Vin de Constance was a dessert wine from the Constantia estate in South Africa. It was a favorite of Napoléon Bonaparte, who had thirty bottles a month shipped to Elba to ease the misery of his banishment. The king of Prussia as well as Louis XVI loved Vin de Constance. Dickens celebrated it in Edwin Drood, and Baudelaire said, "only the lips of a lover surpassed it in heavenly sweetness." Only twelve thousand bottles were produced annually, with almost all of them accounted for before they hit the market. An American colleague who had introduced Miner to the stuff helped arrange for a case to be sent to Switzerland. No small feat, as Vin de Constance was one of the most coveted wines in the world.
Throughout this ridiculous speech, Claudia developed a pretty good plan for where Miner could put his wine if the hotel's cellar ever got overcrowded. Though she had already politely declined Miner's offer, he poured the expensive liquid into her glass anyway. A faint sneer developed at the corner of Miner's mouth when Claudia grabbed the neck of the bottle and repeated, "I said, no thank you." The sneer, which Miner quickly masked with a false smile, proved to Claudia that the man was not completely impenetrable. She counted this as one small victory in the series of sharp defeats that had been their lunch.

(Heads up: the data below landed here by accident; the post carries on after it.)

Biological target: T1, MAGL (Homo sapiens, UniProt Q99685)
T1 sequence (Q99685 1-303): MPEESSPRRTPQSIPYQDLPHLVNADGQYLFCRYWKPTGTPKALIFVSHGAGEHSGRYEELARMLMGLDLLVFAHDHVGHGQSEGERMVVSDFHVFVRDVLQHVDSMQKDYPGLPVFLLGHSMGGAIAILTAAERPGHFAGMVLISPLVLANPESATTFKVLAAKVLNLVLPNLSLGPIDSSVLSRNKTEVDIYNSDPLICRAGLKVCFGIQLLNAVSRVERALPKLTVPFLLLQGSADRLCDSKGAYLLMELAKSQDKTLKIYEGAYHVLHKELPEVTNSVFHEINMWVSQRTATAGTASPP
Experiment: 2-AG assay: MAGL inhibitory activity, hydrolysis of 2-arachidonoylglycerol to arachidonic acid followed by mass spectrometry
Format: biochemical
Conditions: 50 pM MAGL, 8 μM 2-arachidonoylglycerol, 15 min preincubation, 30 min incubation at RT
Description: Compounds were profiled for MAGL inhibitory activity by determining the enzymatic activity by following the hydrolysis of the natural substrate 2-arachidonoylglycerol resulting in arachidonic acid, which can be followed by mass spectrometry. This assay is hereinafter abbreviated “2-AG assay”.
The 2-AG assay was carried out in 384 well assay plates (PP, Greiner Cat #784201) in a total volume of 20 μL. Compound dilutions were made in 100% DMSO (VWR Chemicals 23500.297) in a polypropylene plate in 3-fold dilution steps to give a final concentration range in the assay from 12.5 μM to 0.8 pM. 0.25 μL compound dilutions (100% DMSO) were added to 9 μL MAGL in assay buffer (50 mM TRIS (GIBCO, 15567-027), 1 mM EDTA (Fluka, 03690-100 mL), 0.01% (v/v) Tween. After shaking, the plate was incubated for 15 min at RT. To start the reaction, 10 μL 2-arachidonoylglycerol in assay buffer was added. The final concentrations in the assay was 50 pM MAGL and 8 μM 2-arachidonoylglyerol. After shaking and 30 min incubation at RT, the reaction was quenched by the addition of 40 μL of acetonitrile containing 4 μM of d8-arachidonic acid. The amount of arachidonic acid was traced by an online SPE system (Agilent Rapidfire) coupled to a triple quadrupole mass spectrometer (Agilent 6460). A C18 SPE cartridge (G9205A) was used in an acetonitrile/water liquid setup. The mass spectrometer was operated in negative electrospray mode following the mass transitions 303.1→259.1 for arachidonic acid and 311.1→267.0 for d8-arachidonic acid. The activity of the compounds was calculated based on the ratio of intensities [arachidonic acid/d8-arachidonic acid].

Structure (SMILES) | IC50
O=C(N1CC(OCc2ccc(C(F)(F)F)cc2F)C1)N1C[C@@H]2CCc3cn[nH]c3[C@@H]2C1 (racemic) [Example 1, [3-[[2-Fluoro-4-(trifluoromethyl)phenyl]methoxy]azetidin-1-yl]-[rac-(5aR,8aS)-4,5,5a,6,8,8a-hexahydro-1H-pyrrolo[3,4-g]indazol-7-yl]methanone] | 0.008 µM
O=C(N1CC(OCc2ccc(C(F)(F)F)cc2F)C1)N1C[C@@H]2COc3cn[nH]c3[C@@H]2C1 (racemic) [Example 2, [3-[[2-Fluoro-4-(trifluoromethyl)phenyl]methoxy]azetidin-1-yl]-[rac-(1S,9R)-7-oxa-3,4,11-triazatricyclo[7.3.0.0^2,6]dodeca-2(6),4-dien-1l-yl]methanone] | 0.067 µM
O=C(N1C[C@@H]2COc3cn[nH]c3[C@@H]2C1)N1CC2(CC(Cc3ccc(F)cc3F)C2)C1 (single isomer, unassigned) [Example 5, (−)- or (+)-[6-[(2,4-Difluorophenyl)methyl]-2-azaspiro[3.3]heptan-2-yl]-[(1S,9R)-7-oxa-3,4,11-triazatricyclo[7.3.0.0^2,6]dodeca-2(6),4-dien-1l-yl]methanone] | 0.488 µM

Claudia had so strongly insisted on questioning Miner because he was her last possible lead. She had exhausted everything else. Claudia had gone back and questioned the military base staff again and again. She had monitored their bank accounts and purchasing patterns, hoping that if there was someone involved on the inside, he or she would slip up and make a large deposit or a large purchase that couldn't be explained away. To date, nothing had come to light. Nothing had turned up in Switzerland, and nothing had turned up on the black markets abroad.
The Vin de Constance lecture notwithstanding, Claudia felt as if she didn't know any more today than she had yesterday and that her whole trip to Lucerne had been a waste of time. As far as the missing weapons were concerned, Miner did have better means than anyone else in all of Switzerland to steal them. Claudia was dead-on. But just because Miner had once been involved in government-sanctioned exercises testing the security of Swiss military establishments didn't mean that he had anything to do with her theft.
Miner was also right about something. Any attempt to try to get a judge to compel him to answer her questions would be met with resistance from the highest ranks of the Swiss government. Lacking any evidence whatsoever against Miner, there was no way anyone would force him to cooperate.